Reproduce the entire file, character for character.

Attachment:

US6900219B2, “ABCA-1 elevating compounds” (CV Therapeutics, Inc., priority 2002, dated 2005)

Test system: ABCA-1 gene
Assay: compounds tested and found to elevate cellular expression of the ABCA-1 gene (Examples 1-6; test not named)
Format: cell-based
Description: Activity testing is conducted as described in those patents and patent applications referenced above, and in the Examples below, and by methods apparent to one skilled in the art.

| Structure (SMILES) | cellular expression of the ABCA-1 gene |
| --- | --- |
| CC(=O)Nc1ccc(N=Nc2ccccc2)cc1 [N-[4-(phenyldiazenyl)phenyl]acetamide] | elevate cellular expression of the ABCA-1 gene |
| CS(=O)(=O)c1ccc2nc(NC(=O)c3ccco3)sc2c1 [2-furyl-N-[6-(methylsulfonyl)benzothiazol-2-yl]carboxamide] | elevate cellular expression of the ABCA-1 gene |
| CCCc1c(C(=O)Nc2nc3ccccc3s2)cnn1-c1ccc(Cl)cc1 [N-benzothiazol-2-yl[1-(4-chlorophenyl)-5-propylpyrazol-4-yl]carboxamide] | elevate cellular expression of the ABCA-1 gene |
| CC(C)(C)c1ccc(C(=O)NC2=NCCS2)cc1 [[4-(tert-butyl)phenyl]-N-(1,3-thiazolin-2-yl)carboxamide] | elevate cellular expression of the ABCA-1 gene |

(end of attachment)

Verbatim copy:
US6900219B2, “ABCA-1 elevating compounds” (CV Therapeutics, Inc., priority 2002, dated 2005)

Test system: ABCA-1 gene
Assay: compounds tested and found to elevate cellular expression of the ABCA-1 gene (Examples 1-6; test not named)
Format: cell-based
Description: Activity testing is conducted as described in those patents and patent applications referenced above, and in the Examples below, and by methods apparent to one skilled in the art.

| Structure (SMILES) | cellular expression of the ABCA-1 gene |
| --- | --- |
| CC(=O)Nc1ccc(N=Nc2ccccc2)cc1 [N-[4-(phenyldiazenyl)phenyl]acetamide] | elevate cellular expression of the ABCA-1 gene |
| CS(=O)(=O)c1ccc2nc(NC(=O)c3ccco3)sc2c1 [2-furyl-N-[6-(methylsulfonyl)benzothiazol-2-yl]carboxamide] | elevate cellular expression of the ABCA-1 gene |
| CCCc1c(C(=O)Nc2nc3ccccc3s2)cnn1-c1ccc(Cl)cc1 [N-benzothiazol-2-yl[1-(4-chlorophenyl)-5-propylpyrazol-4-yl]carboxamide] | elevate cellular expression of the ABCA-1 gene |
| CC(C)(C)c1ccc(C(=O)NC2=NCCS2)cc1 [[4-(tert-butyl)phenyl]-N-(1,3-thiazolin-2-yl)carboxamide] | elevate cellular expression of the ABCA-1 gene |